HomeWashington Twp. NewsBoard of Education recognizes fifth-grade Holocaust Museum for Children

Board of Education recognizes fifth-grade Holocaust Museum for Children

Hurffville students presented their lesson on determination, integrity, empathy and compassion through the interactive activity

Fifth-grade students from Hurffville Elementary School shared their lesson on determination, integrity, empathy and compassion through an interactive, creative Holocaust Museum for Children at last week’s Board of Education meeting.

According to Hurffville fifth-grade teacher Jackie Tiger-Williams, alongside co-teacher Matt Murray, the idea for the museum formed when research on the historic events was deemed too mature for the 10- and 11-year-old students.

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“One of the greatest challenges in this unit is not overly sanitizing the topic, yet keeping it appropriate for 10- and 11-year-olds,” Tiger-Williams said. “It’s this delicate balance we as educators, and parents as well, are always double checking ourselves to be sure we are being mindful of that line.”

The activity featured interactive elements simulating conditions Jewish people endured during that time, such as “Life in Hiding,” which required students to fit within a small space under the teacher’s desk to learn about the similar small quarters Jews hid in for months, and even years. The museum aimed to answer lingering questions following the class’ completion of the novel “Number the Stars” by Lois Lowry, which chronicles the life of a 10-year-old Danish girl who “helps her family smuggle her Jewish friends to safety in Sweden.”

“When we finished reading the book, we still had so many unanswered questions about the Holocaust: Who freed the Jews; what happened to those who lost their lives; and how did the world move forward after something so awful?” Mya Knight, a Hurffville fifth-grader, said at the Nov. 28 meeting.

Through first-person video accounts from Holocaust survivors, photographs and informational texts within five exhibits — “Life in Hiding,” “Crisis Management,” “Building a New Life,” “Trying to Move Forward” and “Learning from History” — students were able to learn of the historic genocide and the impact it had on the world in an age-appropriate setting and context.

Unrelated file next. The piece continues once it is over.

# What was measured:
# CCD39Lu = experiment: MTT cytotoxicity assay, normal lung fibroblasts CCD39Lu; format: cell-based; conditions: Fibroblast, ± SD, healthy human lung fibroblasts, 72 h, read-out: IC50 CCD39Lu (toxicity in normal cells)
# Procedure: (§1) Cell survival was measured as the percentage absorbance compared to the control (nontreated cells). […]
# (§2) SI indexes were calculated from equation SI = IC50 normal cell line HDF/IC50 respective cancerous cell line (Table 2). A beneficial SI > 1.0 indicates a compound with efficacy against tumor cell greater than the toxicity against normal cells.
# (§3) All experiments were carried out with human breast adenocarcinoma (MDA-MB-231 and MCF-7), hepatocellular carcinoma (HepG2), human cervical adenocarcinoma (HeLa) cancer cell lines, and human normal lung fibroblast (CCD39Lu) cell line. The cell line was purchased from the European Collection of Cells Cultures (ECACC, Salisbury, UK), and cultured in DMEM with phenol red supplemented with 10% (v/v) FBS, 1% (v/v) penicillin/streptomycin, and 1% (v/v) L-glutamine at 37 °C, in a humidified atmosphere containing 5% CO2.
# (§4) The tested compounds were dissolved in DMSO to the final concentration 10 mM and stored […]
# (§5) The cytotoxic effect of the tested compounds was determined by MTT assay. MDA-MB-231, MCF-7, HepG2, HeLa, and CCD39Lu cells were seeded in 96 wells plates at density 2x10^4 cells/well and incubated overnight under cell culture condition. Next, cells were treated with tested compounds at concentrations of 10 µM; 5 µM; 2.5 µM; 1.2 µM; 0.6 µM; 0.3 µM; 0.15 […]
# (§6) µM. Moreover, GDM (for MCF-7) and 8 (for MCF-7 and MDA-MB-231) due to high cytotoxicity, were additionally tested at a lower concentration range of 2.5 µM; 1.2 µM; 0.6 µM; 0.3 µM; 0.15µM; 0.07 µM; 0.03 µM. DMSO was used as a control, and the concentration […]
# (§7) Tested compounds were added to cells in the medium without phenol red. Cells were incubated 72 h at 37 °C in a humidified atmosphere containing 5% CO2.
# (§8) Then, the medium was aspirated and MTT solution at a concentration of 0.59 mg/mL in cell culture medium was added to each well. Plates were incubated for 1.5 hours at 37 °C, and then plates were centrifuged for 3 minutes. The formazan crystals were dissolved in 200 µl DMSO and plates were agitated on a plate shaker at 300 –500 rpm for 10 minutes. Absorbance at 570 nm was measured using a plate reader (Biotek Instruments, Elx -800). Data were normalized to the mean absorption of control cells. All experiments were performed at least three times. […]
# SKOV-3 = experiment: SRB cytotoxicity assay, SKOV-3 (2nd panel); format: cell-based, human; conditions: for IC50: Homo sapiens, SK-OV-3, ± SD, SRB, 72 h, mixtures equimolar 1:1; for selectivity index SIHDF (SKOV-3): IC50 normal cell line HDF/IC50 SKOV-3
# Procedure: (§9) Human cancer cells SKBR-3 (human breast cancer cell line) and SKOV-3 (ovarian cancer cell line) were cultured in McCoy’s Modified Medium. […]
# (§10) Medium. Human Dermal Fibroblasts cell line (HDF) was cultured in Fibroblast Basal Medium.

“Being tasked with teaching students about the Holocaust is a really big responsibility, but in a way it’s also this really great honor that you’re trusted with such a serious subject to teach to children,” Tiger-Williams said. “As teachers, we see firsthand our kids are so naturally empathetic, so one of our responsibilities as adults is to nurture that sense of empathy — to keep it developing, to keep it growing. Our Holocaust unit is just one of the ways we do this at Hurffville.”

Presenting fifth-graders — Knight, Luca Esgro, Justin Giese and Emma Wise — were recognized by the Board of Education for their interest and empathy in the history of the Holocaust.

“This creative supplemental activity allowed you to hear firsthand accounts from Holocaust survivors, and to learn more about the health, emotional and social issues that they faced upon their liberation,” said Tiffany Orihel, board member and Hurffville Elementary School liaison. “We applaud your interest in the history of the Holocaust and your empathy for the atrocities the Jewish people endured during this period.”

In other news:

• Orchard Valley Middle School teacher and resident Ron Lucarini thanked the township and school communities for their teamwork and efforts in collecting more than 380 Thanksgiving turkeys to be donated to local families in need on Wednesday, Nov. 22. According to a release, the “Gobble Up Hunger” event was coordinated by members of the district middle school Future Acts clubs, Washington Township High School Changing Our World Project, Washington Township Education Association, Washington Township Rotary, Washington Township Police Department, Parks and Recreation, township administration and Mother’s Cupboard.

“It was absolutely a community effort,” Lucarini said.

• Board of Education President Ginny Murphy provided an update to the Whitman Elementary School drop-off concerns many residents had voiced at previous meetings in regard to teacher supervision and visibility of students being let in and out of the building, before and after the school day.

“It’s in the hands of the Washington Township engineer, who happens to be the school engineer as well. They are looking at site plans to determine what the best course might be to alleviate some of those problems,” Murphy said. “We are working on it, and we’ll report back when we get any further recommendations.”


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